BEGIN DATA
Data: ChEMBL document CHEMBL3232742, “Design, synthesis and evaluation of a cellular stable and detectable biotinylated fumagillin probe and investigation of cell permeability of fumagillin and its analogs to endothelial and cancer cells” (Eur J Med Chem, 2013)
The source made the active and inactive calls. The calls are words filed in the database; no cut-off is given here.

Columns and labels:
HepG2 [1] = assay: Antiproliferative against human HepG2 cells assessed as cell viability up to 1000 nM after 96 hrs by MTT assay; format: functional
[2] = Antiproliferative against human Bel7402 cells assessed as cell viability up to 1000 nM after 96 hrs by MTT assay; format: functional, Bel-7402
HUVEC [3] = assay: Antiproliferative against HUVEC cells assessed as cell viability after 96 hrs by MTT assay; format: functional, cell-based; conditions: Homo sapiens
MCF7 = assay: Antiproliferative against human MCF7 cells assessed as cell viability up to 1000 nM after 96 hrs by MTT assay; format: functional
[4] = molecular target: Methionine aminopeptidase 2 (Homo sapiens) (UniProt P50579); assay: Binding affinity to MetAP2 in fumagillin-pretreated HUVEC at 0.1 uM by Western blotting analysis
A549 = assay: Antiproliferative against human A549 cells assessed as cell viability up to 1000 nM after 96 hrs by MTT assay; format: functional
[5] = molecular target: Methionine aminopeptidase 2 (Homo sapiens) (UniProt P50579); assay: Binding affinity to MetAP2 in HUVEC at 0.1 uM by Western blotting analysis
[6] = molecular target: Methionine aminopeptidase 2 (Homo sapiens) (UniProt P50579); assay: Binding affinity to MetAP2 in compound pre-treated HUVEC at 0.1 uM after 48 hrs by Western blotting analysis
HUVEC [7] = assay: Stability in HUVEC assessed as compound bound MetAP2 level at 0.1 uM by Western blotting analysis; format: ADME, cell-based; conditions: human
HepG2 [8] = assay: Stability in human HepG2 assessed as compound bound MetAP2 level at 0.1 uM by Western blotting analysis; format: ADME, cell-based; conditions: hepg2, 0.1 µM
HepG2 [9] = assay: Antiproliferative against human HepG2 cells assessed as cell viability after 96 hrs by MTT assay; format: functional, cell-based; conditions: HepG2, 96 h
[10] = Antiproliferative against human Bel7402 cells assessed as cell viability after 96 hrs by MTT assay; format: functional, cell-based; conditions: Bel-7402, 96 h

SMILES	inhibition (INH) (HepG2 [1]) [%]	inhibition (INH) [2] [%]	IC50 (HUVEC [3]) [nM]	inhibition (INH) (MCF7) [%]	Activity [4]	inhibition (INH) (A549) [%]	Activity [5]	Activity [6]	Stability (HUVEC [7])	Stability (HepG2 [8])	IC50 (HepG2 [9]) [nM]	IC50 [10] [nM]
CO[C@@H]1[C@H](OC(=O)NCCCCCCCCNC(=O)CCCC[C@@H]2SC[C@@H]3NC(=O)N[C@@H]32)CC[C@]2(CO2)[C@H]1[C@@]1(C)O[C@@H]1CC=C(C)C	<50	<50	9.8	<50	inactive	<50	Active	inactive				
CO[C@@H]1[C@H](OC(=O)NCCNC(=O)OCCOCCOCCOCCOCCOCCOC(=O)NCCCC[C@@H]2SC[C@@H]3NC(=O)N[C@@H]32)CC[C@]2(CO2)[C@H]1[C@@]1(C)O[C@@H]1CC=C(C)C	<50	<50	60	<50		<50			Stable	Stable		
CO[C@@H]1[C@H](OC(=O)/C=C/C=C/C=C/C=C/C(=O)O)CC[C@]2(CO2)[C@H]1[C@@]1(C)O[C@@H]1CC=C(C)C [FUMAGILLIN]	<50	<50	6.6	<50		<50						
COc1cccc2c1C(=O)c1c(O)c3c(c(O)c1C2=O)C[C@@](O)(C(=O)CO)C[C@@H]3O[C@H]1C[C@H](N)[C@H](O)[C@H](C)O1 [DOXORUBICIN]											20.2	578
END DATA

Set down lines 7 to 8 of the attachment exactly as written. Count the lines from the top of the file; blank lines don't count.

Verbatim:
MCF7 = assay: Antiproliferative against human MCF7 cells assessed as cell viability up to 1000 nM after 96 hrs by MTT assay; format: functional
[4] = molecular target: Methionine aminopeptidase 2 (Homo sapiens) (UniProt P50579); assay: Binding affinity to MetAP2 in fumagillin-pretreated HUVEC at 0.1 uM by Western blotting analysis